Animation History
July 23, 2018 posted by Jerry Beck

Warner Club News (1961) – Part 2

Continuing on in the last few years of the original Warner Bros. Cartoon studio… as seen via these in-house columns in the studio employees magazine, Warner Club News. The final column appears in May 1963 – and as they never mentioned employees departing the studio, the cartoon division merely vanishes like half the heroes in Avengers Infinity War (and like those heroes, the artists and animators will also return)!

JULY 1961

This month, Eddie Selzer is hospitalized, Ben Washam returns to the studio, and Chuck Jones contributes art to a Movie and Television Museum!


AUGUST 1961


SEPTEMBER 1961


OCTOBER 1961


NOVEMBER 1961


DECEMBER 1961

This final column for 1961 is interesting for the photo of Mel Blanc recieving an award – sitting in a chair with his foot in a cast – and for the Chuck Jones and Alex Ignatiev charcoal sketches. Wish we could see more of these.

NEXT WEEK: 1962 (part 1)

7 Comments

  • An artist’s portraits have a little bit of the artist in them. Both sketches seem to have the Chuck Jones nose.

  • Bugs celebrated his 25th birthday in 1961? That would give him a birth year of 1936 – two years before PORKY’S HARE HUNT, and three years before HARE-UM SCARE-UM, which they chose as the rabbit’s “first” cartoon.

  • One thing I can say about Compressed Hare: there needs to be more of Bugs matching wits with Wile E. Coyote.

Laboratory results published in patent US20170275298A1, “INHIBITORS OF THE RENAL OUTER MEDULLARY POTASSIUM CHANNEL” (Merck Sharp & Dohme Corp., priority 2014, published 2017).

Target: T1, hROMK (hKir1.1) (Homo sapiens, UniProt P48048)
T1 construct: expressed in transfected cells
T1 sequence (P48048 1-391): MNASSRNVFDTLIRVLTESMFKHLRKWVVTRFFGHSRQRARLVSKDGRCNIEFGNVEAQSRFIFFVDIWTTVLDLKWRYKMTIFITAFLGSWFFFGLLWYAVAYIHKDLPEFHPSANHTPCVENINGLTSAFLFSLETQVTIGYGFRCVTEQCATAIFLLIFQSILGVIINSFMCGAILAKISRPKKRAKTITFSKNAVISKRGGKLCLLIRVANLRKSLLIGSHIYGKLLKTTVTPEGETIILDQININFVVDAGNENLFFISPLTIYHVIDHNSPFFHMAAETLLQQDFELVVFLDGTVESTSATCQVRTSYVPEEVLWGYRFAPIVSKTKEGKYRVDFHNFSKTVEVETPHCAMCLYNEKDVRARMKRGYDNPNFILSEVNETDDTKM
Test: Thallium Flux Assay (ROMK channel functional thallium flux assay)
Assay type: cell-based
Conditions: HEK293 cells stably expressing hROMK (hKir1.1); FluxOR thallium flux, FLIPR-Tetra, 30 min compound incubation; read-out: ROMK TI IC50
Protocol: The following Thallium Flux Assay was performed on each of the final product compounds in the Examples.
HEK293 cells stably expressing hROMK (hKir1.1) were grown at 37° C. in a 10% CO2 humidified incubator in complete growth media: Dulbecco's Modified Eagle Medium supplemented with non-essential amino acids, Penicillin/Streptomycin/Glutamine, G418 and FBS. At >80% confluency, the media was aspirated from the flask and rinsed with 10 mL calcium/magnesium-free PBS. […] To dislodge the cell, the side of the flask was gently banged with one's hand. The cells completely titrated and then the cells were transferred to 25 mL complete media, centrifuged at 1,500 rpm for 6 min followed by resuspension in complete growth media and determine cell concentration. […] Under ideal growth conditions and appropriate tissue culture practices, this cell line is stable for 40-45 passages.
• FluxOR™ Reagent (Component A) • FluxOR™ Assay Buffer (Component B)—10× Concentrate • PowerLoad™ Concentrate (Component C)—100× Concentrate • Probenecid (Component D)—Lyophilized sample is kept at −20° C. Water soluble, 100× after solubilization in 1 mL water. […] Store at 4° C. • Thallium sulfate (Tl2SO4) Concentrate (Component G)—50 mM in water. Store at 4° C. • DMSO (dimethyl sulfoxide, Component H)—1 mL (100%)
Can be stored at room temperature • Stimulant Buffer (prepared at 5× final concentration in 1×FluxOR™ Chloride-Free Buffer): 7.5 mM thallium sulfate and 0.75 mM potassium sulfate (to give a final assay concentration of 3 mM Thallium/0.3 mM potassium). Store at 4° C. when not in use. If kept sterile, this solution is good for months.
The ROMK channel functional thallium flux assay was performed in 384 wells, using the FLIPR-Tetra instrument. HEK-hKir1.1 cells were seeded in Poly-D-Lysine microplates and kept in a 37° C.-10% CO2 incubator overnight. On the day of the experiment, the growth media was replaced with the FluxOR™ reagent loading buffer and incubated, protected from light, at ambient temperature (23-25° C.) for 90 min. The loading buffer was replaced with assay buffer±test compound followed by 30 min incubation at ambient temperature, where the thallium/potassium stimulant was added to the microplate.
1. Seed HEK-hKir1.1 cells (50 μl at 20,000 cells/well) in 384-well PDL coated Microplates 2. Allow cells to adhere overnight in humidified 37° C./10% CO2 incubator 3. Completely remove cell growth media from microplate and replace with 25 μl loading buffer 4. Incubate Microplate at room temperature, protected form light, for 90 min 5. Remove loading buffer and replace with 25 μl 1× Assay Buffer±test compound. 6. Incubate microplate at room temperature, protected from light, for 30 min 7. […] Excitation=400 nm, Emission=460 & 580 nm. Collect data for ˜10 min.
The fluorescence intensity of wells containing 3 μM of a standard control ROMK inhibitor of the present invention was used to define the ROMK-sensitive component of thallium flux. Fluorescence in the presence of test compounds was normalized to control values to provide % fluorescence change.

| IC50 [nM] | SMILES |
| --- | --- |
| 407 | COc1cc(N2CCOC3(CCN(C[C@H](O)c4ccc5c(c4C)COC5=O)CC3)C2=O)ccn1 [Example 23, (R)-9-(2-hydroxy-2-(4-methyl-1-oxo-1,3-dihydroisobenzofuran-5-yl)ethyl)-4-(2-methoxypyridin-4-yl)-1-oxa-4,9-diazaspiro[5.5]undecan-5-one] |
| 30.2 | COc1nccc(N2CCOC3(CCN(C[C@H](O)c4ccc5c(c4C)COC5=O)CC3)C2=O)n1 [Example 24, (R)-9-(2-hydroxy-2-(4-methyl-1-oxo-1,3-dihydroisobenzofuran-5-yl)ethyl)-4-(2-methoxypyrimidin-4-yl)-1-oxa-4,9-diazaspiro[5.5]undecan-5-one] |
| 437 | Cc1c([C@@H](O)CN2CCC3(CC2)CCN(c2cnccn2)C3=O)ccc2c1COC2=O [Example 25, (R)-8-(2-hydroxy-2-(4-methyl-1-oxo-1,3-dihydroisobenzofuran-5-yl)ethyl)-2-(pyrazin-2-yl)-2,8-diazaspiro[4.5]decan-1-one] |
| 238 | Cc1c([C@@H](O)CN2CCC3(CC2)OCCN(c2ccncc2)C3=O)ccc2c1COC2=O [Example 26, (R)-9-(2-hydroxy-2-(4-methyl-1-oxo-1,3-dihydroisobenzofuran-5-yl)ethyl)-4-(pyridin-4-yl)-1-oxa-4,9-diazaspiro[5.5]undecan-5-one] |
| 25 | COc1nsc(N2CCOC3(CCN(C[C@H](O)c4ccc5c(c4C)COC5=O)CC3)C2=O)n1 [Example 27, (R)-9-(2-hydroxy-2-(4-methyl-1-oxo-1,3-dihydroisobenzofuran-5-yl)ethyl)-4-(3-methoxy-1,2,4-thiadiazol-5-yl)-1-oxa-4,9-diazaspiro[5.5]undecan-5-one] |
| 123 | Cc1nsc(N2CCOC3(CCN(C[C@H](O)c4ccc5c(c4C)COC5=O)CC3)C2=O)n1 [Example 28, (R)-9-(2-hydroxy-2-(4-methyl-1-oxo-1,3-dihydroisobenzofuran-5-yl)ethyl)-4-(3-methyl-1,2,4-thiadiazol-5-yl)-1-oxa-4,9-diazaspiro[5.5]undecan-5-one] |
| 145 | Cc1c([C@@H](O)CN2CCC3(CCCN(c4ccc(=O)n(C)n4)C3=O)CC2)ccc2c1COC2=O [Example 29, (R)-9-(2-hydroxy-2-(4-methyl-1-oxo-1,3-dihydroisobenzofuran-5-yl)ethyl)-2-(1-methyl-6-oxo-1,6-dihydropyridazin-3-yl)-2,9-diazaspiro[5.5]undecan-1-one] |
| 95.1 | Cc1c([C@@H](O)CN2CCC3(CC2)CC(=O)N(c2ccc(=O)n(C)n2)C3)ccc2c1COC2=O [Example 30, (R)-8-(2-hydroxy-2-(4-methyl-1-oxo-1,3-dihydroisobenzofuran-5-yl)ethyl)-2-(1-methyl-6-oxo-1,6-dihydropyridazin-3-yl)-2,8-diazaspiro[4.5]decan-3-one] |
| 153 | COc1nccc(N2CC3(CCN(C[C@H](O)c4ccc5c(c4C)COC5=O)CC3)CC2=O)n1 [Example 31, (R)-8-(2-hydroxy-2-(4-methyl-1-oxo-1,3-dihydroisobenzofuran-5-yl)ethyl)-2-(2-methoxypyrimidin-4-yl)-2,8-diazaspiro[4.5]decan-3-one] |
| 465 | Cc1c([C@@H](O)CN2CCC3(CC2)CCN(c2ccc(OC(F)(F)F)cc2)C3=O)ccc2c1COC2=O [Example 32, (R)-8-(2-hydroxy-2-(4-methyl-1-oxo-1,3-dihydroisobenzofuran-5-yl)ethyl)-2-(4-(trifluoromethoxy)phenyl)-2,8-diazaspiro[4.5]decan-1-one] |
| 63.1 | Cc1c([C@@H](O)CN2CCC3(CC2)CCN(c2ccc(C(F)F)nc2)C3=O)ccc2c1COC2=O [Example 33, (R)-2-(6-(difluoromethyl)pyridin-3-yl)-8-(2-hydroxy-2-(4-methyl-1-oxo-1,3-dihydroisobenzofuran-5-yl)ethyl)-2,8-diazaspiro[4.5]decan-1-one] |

• Besides the confirmation of Bugs’ “official” birth date in the December issue, there are two other interesting points to note from these columns:

    1. The cartoon “Prince Violent” that premiered in September of ’61 is known today as “Prince Varmint”, since it was retitled for TV broadcast on “The Bugs Bunny Show”.

    2. Notice in the November issue, under the “New Cartoons” article, that Hubbell referred to the Ralph character in “Sheep In The Deep” as “Coyote”. Since the first cartoon in this particular series, where the character had a much different appearance than in the later cartoons, it was established that Ralph was a wolf who merely bore a coincidental resemblance to Wile E. by virtue of the fact that they were somewhat related as “cousins” by some degree of seperation. It’s a curious point to ponder as to how Chuck Jones came to the decision of changing the look of Ralph from his original design in the first cartoon to making him look more like Wile E. (I seem to recall him mentioning in an interview that, in retrospect, he disliked the original design of the Ralph character.)

    I was also expecting the arrival of animator Manuel Perez to be announced sometime in the columns for this year or the next year. Will we eventually get to see his name mentioned anywhere in the next two posts?

    Also curious about Helen Soule. Is she related in any way to screen and voice actor Olan Soule (well-known as the first voice actor to play the title role of the first Batman animated series, later reprising the role for the “Super Friends” series)?

  • Hoping to see which artists worked on Limpet.

  • These Warner Club News snippets have been great. Thanks Jerry!

  • Mel Blanc and Elmer Bernstein in the same photo. When you consider Bernstein would go on to compose the score for “Airplane,” you have a comedy dynamic duo there. Perhaps the “Airplane” score was more than a little influenced by Bugs Bunny.

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